Freddy Krueger...and the Evolution of a Franchise

5/03/2010 Posted by Admin


Freddy Kruger...and the Evolution of a Franchise

By our guest blogger, Jeremy Wilkinson

Now that Jackie Earle Haley is stepping into the shoes of the dream-walker Freddy Krueger, that horror icon is on everyone’s mind. Freddy has caused audiences to scream in terror for over two decades. There’s not doubt that he deserves to be called a legend in the horror genre, but it’s not clear if he’s the greatest. Freddy has stiff competition from other horror greats such as Pinhead from "Hellraiser" and lesser-known killers like Simon from "The Ugly." Throughout his career, his ability to invoke fear has fluctuated as new writers and directors tried their hands at weaving a nightmare. With the "A Nightmare on Elm Street" now remake in theaters, it’s time to take a look back on the highs and lows of the man Robert Englund made famous.

Note: This article will contain spoilers about the original movies.

From his first appearance in the original "Nightmare," Freddy Krueger was stamped into viewers’ mind. The burnt boogeyman had an odd fashion sense about him--a dusty fedora, old slacks, and a red-and-green sweater. Besides his skin, his most iconic look is probably the clawed glove he wears on his right hand. Jason’s machete may be famous too, but Freddy’s claw is not something you can just find in a tool shed (unless you’re in an Evil Dead film). Freddy handcrafted his weapon, and it reminds one of something animalistic. It gives the impression of a predator.

But the biggest difference between Freddy and other villains is how he went about his work. He invaded the dreams of those he stalked. In the dream world, Freddy has complete control. That is key to what makes him so scary. In theory, you can escape from other murderers if you had a car, or maybe airplane tickets. Even Pinhead could be bargained with, despite how scary he is.

There is no escape from Freddy Krueger. You can try and stay awake, popping caffeine pills or watching television, but your body will eventually shut down. While you dream, Freddy can toy with you in any manner he sees fit. He’s a painter, and your dreams are his canvas.

That is the basic premise of Freddy--a killer who strikes against teens where their parents cannot help them. It is a terrifying concept, but believe it or not, Freddy is not always scary. It really depends on what movie you see.

In the original "Nightmare," Freddy was the villain described above. He had a deep, demonic voice and would occasionally taunt the ones he attacked. Maybe he’d slice his fingers off, or maybe he’d take the form of someone close to you. Thanks to the relatively low budget, his manipulations of the dream world were limited, but never disappointing. Some of the more memorable tricks were the melting stairs, and when Nancy’s phone turned into Freddy’s mouth. Freddy was easily able to frighten viewers.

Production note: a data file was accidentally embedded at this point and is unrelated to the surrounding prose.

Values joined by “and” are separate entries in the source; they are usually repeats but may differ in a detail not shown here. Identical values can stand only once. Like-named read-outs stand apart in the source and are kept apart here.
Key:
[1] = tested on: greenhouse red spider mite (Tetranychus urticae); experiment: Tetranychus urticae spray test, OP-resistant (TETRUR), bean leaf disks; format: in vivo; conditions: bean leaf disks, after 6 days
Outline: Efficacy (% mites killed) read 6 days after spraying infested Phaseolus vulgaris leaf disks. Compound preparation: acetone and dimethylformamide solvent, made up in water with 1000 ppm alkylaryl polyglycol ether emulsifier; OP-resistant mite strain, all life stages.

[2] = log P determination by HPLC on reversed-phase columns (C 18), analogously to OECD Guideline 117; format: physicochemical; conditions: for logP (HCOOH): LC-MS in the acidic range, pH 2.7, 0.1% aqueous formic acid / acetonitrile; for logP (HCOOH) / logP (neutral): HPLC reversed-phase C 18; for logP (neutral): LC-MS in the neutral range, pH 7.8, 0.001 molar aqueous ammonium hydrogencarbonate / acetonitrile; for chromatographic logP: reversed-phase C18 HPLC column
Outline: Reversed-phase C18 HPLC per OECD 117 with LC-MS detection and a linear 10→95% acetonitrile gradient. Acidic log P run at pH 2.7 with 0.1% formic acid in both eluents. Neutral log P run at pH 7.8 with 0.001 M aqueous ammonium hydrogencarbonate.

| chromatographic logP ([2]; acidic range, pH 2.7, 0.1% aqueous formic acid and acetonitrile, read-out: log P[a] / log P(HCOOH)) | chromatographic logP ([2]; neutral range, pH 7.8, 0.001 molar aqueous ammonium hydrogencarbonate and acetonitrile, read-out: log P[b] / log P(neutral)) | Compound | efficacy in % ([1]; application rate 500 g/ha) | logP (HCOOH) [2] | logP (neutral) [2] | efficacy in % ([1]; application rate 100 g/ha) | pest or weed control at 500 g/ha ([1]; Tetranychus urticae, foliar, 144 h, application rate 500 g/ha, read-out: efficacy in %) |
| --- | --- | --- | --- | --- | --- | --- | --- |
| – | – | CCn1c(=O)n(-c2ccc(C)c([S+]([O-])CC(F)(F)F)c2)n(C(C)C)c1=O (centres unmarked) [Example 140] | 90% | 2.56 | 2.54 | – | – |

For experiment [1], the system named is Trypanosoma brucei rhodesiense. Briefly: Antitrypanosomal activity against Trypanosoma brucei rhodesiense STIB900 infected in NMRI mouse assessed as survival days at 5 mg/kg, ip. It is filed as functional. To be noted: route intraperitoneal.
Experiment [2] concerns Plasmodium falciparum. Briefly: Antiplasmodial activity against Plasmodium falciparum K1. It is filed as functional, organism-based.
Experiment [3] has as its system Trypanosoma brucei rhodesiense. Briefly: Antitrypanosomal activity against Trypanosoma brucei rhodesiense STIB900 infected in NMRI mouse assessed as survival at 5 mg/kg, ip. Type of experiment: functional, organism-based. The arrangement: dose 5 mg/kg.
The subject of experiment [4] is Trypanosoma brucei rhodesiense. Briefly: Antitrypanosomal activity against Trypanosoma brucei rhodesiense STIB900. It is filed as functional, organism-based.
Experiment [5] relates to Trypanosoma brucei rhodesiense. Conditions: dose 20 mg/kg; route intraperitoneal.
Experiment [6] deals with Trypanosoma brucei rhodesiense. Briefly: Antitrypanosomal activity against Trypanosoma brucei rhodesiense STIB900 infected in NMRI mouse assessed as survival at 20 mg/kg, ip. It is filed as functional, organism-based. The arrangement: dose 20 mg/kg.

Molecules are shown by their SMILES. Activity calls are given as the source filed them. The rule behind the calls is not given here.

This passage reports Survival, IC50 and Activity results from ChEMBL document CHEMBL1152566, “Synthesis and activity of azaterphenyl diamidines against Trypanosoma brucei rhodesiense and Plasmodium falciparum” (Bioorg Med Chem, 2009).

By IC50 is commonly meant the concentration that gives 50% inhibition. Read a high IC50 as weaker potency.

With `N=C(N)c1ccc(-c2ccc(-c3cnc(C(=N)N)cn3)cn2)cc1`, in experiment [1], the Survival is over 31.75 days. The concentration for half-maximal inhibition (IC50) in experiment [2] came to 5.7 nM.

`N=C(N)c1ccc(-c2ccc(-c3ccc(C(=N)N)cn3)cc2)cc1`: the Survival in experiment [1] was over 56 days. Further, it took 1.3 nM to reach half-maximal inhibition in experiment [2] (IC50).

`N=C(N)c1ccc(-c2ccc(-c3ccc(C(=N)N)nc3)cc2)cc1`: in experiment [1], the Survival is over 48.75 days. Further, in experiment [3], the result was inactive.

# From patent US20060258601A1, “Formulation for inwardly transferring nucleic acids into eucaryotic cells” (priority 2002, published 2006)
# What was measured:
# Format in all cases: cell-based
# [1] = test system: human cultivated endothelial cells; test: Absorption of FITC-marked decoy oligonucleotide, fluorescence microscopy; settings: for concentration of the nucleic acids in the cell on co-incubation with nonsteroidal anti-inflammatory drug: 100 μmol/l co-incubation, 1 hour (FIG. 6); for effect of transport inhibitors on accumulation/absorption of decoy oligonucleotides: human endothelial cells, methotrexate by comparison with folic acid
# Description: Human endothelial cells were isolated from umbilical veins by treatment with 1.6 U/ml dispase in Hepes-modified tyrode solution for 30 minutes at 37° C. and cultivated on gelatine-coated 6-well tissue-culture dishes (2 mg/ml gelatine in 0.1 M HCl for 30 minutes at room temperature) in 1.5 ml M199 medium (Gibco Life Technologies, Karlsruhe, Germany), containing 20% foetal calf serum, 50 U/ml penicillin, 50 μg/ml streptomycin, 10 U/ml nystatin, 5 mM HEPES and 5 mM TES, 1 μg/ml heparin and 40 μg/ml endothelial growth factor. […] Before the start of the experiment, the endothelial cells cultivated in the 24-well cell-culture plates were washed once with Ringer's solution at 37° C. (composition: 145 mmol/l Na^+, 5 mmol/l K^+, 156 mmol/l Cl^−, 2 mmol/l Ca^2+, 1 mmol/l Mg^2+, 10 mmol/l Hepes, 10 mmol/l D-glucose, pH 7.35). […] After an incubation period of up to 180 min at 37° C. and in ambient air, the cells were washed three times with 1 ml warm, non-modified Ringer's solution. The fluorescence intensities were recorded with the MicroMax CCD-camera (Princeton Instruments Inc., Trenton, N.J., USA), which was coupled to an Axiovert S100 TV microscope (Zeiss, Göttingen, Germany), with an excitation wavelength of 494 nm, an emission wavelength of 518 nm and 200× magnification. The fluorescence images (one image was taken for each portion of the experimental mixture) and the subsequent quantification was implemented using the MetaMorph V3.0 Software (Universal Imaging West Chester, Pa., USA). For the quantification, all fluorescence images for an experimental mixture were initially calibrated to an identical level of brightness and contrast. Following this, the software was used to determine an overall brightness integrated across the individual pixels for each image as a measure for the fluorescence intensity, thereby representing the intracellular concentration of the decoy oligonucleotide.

Then "A Nightmare on Elm Street 2: Freddy’s Revenge" came to fruition and thus began the killer’s slow descent in quality.  "Freddy’s Revenge" failed on multiple levels. Jesse, the main character, is haunted by dreams of the killer, and Freddy begins to possess Jesse’s body. Mark Patton plays Jesse. Mark cannot seem to make the character sympathetic. Jesse comes off as whiny for most of the film, not sympathetically fearful. The writers also decided to drastically change the rules of the game. Freddy ends up coming into the waking world through Jesse, and retains his powers of reality manipulation.

A huge flaw is that Freddy seems merely incidental in this movie--a cardinal sin when a film is based on a certain character. Yes, he is still the primary antagonist, but he was turned into a twisted metaphor for a character struggling with homosexuality--or, at least, that’s how it tends to come across. It’s not that Freddy is too sacred to represent an abstract concept--he often is seen as a representation of the dangers of neglecting children. The problem with this is that the whole idea is poorly executed. The few characters that have the most homosexual subtext are either annoying (like Jesse) or cruel (like the gym teacher). It often comes across as insensitive, especially when Jesse’s girlfriend saves Jesse from Freddy and they date, seemingly restoring the norm of heterosexuality in a character that might not be.

It’s not as bad as "Highlander II," but it’s not very good either.

While this marked a descent in the francise, it also marked another pattern. No matter how bad a "Nightmare" movie was, or how they butchered Freddy’s character, every movie had at least had an interesting thing going for it. In this film, it was the notion that Freddy could possess the living. If done correctly, this aspect of his powers could be exploited to increase, rather than detract, from the horror presented in the story.

"A Nightmare on Elm Street 3: Dream Warriors" followed Freddy’s Revenge two years later. This movie is the sequel that should have followed the first movie directly. In this entry, Freddy terrorizes teenagers in a psychiatric hospital. It’s a great premise that is well utilized. One possible reason for the higher quality of "Dream Warriors" is that Wes Craven returned as a co-writer. Craven had nothing to do with Freddy’s Revenge.